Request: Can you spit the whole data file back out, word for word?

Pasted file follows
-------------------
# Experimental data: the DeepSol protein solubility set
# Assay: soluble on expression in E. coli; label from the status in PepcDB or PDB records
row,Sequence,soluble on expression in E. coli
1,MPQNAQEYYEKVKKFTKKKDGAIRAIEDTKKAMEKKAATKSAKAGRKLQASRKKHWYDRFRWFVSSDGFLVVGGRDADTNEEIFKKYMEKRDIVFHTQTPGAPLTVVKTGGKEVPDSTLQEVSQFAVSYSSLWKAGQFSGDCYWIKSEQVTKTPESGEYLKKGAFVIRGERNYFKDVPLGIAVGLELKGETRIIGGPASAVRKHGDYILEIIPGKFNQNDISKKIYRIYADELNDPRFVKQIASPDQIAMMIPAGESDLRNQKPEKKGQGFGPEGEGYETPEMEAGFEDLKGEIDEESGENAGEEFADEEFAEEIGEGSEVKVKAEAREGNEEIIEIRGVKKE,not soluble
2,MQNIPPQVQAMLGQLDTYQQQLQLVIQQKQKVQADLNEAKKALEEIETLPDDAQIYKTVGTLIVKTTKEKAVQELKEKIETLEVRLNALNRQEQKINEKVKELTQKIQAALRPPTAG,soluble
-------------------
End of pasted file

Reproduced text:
# Experimental data: the DeepSol protein solubility set
# Assay: soluble on expression in E. coli; label from the status in PepcDB or PDB records
row,Sequence,soluble on expression in E. coli
1,MPQNAQEYYEKVKKFTKKKDGAIRAIEDTKKAMEKKAATKSAKAGRKLQASRKKHWYDRFRWFVSSDGFLVVGGRDADTNEEIFKKYMEKRDIVFHTQTPGAPLTVVKTGGKEVPDSTLQEVSQFAVSYSSLWKAGQFSGDCYWIKSEQVTKTPESGEYLKKGAFVIRGERNYFKDVPLGIAVGLELKGETRIIGGPASAVRKHGDYILEIIPGKFNQNDISKKIYRIYADELNDPRFVKQIASPDQIAMMIPAGESDLRNQKPEKKGQGFGPEGEGYETPEMEAGFEDLKGEIDEESGENAGEEFADEEFAEEIGEGSEVKVKAEAREGNEEIIEIRGVKKE,not soluble
2,MQNIPPQVQAMLGQLDTYQQQLQLVIQQKQKVQADLNEAKKALEEIETLPDDAQIYKTVGTLIVKTTKEKAVQELKEKIETLEVRLNALNRQEQKINEKVKELTQKIQAALRPPTAG,soluble